Emma, who won the Rising Star award in the 2021 Celebration of Bikeability, is an instructor who specialises in supporting people with special educational needs and disabilities to cycle. Emma has worked with us to help put together our SEND CPD training, which will be available soon.
How old were you when you started cycling?
I cycled when I was young, couldn’t tell you when I began my cycling journey, but I do remember me and my brother going on canal rides with my Dad. It was on a handed down bike, you know the ones that are far too big for you! I didn’t cycle much through my teenage years, playing rugby league took its place. It was when I was around 18 or 19 that cycling really took its hold. At the time I had a boyfriend, and he was a bike mechanic and BMXer, and for me it was a case of if you can’t beat them join them.
I rode my bike more than I walked; it was attached to me most of the time. Commutes, leisure, dog walks and building trails and jumps where we probably shouldn’t have been building them. Saying that, some of the trails we did, without permission, they’re now designated mountain bike tracks which is ace!
I went through the motions of trying different disciplines. I began with a hybrid bike, I then levelled up to a mountain bike. I got a cyclocross bike but wasn’t keen and then converted it to a road bike which I loved. Around the same time, I dabbled in a little bit of BMX racing, which didn’t end well as I didn’t really know what I was doing. I found the love in road cycling and rode just about everywhere. My daily commute was regularly longer than it needed to be, just to make a journey of it and spend as much time on my bike as possible.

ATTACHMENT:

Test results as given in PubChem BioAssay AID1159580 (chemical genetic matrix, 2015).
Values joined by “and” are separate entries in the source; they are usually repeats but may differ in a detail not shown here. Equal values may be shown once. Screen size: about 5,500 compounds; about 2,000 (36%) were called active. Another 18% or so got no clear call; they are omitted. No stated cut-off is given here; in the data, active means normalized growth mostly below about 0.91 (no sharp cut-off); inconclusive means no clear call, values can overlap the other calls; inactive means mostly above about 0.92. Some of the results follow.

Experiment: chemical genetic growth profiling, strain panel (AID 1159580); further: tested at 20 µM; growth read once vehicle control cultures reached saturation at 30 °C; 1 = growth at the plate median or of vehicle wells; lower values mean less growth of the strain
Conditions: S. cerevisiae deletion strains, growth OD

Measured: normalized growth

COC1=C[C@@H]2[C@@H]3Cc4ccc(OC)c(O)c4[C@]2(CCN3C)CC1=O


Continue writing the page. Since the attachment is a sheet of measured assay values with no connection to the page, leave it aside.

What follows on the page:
What motivated you to become an instructor?
After completing my degree in Sport and Exercise Science I needed experience in the sports industry. Fortunately for me there was an opening for BMX coaches at my local cycling club. I’d always wanted to be a coach for this club since it began, so I jumped at the opportunity and have been volunteering every Saturday for the past five years. A couple of years ago, one of my coach colleagues got in touch and mentioned that Go Velo had funding to support people with special educational needs to cycle. I’ve spent all my working life supporting both children and adults with complex needs, and when I became a coach, I always wanted to make cycling more inclusive. Thankfully for me, my passion was heard, and I was taken on as an instructor at Go Velo, with a specialization in supporting children and adults with SEND (special educational needs and disabilities).
I am totally living the dream. To be able to reach out to underrepresented groups and help spark their enthusiasm for cycling, it really feels like I’m giving a little piece of my heart out. It really makes life worthwhile knowing your helping to make a difference, and to have this platform to be able to motivate those who may have not seen cycling as being viable.
What is your favourite part of the job?
All of it! I love empowering people and showing people they can cycle with a little determination and support. Being able to watch people’s faces as cycling captures them, as their sense of achievement shines through and as they realize they can, is so very rewarding. It doesn’t stop at the riders though, working with complex needs, parents or support staff can also spark a great sense of joy for them too as they witness something they may have never thought possible.
At the moment I am helping the Bikeability Trust with their special educational needs training for instructors and I love that I am able to be a part of this. It takes supporting individuals to cycle to a whole new level. To have this opportunity to aid instructors nationwide be more inclusive, it’s amazing! It will be superb training for instructors that might be a little bit wary and unsure of how best to support someone to cycle who might be presenting with an educational need or a disability.